Scott Ellis Gardens, names after ‘Britain’s wealthiest batchelor’. Photo: Oast House Archive

Once such niceties were dealt with, there was a mansion block building boom and St John’s Wood was at its centre.

Builder Abraham Davis was a key player: his father, Wolf, had been in the tailoring trade in Whitechapel and he and his six sons started build­ing shops and housing in the East End. Abraham would eventually be responsible for more than 2,000 flats in the immediate vicinity of where we currently stand.

As we gaze at Grove End House, a classic example of this type of project (though GEH dates from the 1930s), there is a lovely story behind its front door, all about “the man who made Glasgow bathroom conscious,” according to a mid-century Whitehall enquiry into living standards.

Glasgow-born John Mactaggart was the son of a coppersmith. After leaving school he got a job in a timber yard and over the next 10 years, built 1,500 high-quality homes for working people before setting out on his own.

By 1900 his genius at prefabricating units was married with a philanthropist’s sense of duty and care. He made sure each home he built was carefully designed, financed and managed to ensure they remained affordable for those on low incomes, but always offered the tenant a sense that they had moved up in the world, epitomised by the inside loos each home boasted.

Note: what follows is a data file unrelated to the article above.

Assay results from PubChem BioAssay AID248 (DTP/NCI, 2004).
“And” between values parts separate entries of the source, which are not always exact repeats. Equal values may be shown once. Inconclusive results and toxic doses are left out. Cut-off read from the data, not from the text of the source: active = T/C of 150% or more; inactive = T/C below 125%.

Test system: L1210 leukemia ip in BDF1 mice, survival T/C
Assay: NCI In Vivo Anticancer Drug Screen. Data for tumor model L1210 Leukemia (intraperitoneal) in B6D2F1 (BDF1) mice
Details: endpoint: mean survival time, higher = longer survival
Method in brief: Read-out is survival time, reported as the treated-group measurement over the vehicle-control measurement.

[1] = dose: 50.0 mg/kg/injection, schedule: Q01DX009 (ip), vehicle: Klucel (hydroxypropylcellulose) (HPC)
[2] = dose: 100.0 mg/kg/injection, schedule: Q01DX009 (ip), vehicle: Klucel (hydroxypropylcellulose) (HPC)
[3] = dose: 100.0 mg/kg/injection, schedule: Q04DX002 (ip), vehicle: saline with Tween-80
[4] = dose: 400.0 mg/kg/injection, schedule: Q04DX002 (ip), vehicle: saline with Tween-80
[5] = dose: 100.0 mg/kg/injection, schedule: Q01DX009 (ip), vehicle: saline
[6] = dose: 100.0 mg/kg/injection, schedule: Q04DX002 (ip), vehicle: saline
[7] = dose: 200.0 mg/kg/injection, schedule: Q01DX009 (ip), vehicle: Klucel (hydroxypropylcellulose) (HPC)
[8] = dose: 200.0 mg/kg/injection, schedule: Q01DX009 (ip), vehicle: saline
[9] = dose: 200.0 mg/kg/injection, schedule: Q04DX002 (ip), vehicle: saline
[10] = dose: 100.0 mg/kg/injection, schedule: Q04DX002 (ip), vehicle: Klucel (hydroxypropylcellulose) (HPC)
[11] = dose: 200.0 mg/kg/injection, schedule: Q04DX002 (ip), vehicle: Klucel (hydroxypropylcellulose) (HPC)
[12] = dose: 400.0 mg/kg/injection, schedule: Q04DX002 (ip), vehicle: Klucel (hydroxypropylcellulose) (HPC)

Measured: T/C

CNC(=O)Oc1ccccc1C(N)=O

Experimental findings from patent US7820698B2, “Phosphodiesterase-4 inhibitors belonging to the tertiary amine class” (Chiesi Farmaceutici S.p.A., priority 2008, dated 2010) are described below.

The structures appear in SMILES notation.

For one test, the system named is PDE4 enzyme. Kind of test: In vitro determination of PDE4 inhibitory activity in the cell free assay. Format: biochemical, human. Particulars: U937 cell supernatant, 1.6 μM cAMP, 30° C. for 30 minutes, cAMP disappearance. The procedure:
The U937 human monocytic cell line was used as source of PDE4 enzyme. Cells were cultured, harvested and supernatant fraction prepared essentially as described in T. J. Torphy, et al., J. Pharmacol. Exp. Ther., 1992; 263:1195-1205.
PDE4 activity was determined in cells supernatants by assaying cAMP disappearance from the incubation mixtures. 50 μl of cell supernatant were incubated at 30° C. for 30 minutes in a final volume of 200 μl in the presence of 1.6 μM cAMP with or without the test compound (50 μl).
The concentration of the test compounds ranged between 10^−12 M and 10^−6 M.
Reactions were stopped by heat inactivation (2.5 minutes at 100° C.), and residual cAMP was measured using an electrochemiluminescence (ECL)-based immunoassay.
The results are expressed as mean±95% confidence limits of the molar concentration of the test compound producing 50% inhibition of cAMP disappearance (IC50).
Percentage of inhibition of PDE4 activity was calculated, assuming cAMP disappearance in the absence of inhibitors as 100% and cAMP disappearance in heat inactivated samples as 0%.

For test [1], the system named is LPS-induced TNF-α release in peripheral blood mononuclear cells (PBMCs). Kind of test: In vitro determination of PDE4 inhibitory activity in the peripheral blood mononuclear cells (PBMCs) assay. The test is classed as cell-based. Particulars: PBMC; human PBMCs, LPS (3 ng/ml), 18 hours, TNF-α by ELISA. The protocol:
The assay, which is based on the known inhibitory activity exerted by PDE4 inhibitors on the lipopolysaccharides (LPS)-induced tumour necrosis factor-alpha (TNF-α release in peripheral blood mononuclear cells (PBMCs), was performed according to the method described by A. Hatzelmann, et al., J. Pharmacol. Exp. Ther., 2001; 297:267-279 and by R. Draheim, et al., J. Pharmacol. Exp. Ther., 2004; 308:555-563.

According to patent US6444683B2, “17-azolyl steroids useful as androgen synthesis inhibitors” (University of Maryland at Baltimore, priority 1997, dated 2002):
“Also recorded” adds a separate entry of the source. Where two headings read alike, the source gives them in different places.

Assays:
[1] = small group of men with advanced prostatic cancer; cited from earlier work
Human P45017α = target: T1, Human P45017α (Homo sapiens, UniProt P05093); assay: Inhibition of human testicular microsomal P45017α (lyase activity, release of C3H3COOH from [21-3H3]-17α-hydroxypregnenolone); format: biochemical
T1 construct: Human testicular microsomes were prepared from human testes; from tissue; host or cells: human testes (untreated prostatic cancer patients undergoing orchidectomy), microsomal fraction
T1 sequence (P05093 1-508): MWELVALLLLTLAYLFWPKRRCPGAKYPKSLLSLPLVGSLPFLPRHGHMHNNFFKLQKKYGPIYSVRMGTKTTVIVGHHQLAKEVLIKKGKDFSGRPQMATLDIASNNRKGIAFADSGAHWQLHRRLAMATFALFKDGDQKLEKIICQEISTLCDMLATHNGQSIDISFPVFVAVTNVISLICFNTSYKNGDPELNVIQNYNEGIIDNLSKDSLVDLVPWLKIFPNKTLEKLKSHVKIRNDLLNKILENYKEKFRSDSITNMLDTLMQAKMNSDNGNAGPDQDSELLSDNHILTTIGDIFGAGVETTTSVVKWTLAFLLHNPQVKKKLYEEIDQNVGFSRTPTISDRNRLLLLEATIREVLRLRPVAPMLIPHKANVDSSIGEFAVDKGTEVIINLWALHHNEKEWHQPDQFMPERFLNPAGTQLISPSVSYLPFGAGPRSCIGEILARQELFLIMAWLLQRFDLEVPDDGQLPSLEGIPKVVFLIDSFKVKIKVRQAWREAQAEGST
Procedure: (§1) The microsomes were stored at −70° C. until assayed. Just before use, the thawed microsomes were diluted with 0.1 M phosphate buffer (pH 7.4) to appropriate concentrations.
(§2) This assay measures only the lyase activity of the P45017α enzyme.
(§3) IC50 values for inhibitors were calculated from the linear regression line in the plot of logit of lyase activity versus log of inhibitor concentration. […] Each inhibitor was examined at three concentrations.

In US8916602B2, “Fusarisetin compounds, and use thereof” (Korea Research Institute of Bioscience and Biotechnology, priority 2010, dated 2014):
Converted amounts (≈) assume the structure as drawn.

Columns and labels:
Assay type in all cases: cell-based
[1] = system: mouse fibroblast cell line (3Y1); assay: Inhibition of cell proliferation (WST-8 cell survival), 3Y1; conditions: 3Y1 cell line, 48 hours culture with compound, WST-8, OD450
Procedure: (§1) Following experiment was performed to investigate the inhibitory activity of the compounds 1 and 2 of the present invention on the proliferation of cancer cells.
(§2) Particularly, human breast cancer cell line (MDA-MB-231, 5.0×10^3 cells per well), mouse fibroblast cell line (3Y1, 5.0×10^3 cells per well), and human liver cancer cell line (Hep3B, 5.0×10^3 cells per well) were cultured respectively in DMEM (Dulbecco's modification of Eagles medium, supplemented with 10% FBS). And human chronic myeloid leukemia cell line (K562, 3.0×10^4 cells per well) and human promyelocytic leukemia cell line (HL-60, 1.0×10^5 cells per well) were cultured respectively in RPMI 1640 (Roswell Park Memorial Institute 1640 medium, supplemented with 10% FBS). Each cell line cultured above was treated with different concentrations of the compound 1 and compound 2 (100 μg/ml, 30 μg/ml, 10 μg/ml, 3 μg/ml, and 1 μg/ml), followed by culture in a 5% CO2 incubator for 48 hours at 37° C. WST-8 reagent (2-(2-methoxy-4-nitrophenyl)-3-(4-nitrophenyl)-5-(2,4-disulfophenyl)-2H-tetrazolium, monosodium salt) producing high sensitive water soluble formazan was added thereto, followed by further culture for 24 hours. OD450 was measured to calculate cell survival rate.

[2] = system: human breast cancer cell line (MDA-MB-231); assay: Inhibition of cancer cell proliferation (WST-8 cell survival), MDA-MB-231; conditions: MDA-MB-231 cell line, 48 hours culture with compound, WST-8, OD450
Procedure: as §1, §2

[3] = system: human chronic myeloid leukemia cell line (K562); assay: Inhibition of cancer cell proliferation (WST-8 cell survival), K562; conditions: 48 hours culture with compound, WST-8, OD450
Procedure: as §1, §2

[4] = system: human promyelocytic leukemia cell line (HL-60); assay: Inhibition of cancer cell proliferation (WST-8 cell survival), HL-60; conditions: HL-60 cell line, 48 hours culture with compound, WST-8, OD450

Like the chocolate industrialists, the Bourneville and Cadbury families, Mactaggart wanted everyone to have not just a decent home but decent community. He insisted on playing fields, gardens and communal areas in his estates.

Such was his reach in Scotland that his model would be adopted pretty much wholesale by local authorities during the golden years of council housing. Mactaggart had many strings to his bow – a dedicated political campaigner on issues of world peace, he was a vocal advocate of the League of Nations.

1906 caricature of Thomas Evelyn Scott-Ellis by Vanity Fair’s ‘Spy’, Leslie Ward